Book Review: Carbon Neutral by 2020
CARBON NEUTRAL BY 2020: HOW NEW ZEALANDERS CAN TACKLE CLIMATE CHANGE, edited by Niki Harré and Quentin D. Atkinson (Craig Potton Publishing, $34.99)
Whatever your opinion on the science of climate change, the issue has never been more visible in political and social life than it is now. But despite the ‘greening’ of politics worldwide, decisive action still seems distant. New Zealanders are exposed to the swirl of finger-pointing, jargon, smokescreens and doomsday predictions that surrounds the issue globally, and the sense of helplessness it brings is amplified by our status as a small, isolated nation. Even if we do something, what difference can we make? What will it cost us to act, and will it be worthwhile? And, crucially, once we decide to jump in, where on earth do we start?
The classic activists’ mantra says ‘think globally, act locally’, and underneath its 21st-century trappings, that’s the fundamental message coming from the recently-released Carbon Neutral by 2020. Editors Niki Harré and Quentin Atkinson have corralled contributions by a wide variety of specialists and academics into a volume aimed at providing positive ideas and suggestions for a carbon-neutral society by the year 2020. There is a bit of everything here, from transport to deep organics, ethical investing and the role of computers in fighting climate change. There’s one particularly good early chapter on carbon-neutral living by Brenda and Robert Vale; another later essay looks at ‘computing away CO2’ through telecommuting, digitally controlled transport and a host of other wizardry. On the other end of the technological spectrum, Brendan Hoare and Keith Thomas’ arguments for ‘deep organics’ provide an intriguing view of a future where farming is integrated into natural ecosystems and cities sprout with fresh produce grown where concrete driveways once stood.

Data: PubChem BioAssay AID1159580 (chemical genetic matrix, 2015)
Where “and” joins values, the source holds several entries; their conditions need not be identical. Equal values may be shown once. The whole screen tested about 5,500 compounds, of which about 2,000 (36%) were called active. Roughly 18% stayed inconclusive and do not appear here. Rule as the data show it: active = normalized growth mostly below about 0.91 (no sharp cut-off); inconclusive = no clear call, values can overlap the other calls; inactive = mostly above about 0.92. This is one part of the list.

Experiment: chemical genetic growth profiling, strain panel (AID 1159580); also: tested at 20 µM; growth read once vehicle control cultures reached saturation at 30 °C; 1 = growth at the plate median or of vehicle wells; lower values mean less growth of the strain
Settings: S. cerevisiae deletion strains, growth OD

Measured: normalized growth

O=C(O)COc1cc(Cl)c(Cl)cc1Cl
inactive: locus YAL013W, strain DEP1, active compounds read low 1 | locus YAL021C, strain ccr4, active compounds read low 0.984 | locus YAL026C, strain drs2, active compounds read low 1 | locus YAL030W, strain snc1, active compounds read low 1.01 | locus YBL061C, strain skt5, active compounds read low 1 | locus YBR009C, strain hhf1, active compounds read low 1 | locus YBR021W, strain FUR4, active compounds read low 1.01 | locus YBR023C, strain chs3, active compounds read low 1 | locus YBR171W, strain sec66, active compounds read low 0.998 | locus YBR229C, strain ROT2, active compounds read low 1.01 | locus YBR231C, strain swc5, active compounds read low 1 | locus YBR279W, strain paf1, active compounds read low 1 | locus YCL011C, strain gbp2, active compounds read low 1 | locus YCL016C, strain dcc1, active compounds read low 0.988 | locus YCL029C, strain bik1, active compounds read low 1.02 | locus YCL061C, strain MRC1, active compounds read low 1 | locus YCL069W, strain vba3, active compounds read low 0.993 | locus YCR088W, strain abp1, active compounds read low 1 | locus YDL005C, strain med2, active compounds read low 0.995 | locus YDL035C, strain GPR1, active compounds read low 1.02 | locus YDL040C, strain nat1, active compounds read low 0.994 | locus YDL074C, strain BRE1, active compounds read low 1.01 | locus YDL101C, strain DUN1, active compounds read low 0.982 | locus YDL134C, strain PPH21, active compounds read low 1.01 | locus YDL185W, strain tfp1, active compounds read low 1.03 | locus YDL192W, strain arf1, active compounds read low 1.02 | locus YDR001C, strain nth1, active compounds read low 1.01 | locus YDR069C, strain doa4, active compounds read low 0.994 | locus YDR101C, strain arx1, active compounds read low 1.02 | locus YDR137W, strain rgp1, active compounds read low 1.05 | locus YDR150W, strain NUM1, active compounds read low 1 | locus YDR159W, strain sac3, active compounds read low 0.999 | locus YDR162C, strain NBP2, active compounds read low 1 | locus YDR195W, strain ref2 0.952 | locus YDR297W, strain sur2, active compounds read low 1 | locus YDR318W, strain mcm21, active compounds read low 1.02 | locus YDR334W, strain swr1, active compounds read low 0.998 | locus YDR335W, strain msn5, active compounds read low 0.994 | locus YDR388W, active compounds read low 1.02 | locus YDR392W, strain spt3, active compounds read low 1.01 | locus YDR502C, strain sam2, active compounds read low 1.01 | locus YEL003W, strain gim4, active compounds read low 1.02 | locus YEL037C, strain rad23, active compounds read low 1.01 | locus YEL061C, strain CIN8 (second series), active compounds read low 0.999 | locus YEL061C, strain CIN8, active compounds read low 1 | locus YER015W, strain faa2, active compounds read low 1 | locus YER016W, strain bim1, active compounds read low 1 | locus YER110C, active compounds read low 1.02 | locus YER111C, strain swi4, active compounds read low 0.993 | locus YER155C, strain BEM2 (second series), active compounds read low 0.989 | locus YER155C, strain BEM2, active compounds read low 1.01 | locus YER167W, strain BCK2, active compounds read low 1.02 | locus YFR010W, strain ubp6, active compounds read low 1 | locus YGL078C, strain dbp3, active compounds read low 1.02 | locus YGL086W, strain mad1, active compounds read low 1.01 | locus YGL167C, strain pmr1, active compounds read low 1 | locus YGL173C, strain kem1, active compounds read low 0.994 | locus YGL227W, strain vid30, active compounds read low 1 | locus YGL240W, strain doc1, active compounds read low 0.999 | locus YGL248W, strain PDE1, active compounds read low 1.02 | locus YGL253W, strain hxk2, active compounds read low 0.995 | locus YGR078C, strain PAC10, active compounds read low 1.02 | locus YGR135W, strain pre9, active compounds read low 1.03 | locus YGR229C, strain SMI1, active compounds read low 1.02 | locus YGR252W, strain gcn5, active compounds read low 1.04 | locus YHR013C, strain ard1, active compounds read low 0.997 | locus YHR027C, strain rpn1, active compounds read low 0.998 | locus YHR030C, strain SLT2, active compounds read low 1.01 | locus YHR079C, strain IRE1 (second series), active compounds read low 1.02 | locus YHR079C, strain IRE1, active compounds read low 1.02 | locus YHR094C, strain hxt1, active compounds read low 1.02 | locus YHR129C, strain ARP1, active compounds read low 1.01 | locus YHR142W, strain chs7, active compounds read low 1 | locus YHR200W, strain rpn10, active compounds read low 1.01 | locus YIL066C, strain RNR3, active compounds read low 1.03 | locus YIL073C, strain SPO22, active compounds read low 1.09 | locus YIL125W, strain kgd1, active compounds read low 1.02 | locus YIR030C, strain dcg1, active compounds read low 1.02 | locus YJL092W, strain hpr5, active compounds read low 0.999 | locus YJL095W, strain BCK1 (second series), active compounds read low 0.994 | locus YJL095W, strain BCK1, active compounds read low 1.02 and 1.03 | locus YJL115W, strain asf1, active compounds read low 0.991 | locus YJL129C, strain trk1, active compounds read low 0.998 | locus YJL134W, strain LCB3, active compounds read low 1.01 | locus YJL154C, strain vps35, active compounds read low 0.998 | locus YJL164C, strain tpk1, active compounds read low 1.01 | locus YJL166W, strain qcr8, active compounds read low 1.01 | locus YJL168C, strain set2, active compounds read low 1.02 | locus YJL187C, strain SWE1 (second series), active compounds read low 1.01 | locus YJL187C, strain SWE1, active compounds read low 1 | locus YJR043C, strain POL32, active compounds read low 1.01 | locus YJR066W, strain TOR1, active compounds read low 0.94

Some of the best chapters are more obviously aimed at niche audiences, but even if you’re years away from owning a home, it’s worth taking a look at Jette and Niel de Jong’s standout chapter on ‘a new paradigm for home renovation’, setting out a variety of suggestions for building carbon neutrality into the national obsession with property. Also in this category is Robert Vale and Maggie Lawton’s essay on carbon-neutral malls, David Trubridge’s blueprint for sustainable design, and Rodger Spiller’s description of sustainable investment. The editors’ introduction provides an interesting overview of New Zealand’s situation, and a discussion of the psychological dimensions of climate change.
Solid essays on carbon neutrality and the law, sustainable businesses, green activism, transport and the ethical dimensions of carbon neutrality round out the rest of the volume. It’s clearly not meant as a one-size-fits-all handbook, but rather a useful grab-bag of practical ideas for building a greener society. Professionals in planning, design and a host of other disciplines will find plenty that’s useful here, but general readers wanting an upbeat, thought-provoking look at climate change should get a lot out of this too. Author royalties go to local projects to shrink the book’s own carbon footprint, although the publishers are candid about saying they ‘have a long way to go’ towards carbon neutrality themselves. Go buy it anyway and plant some trees later on.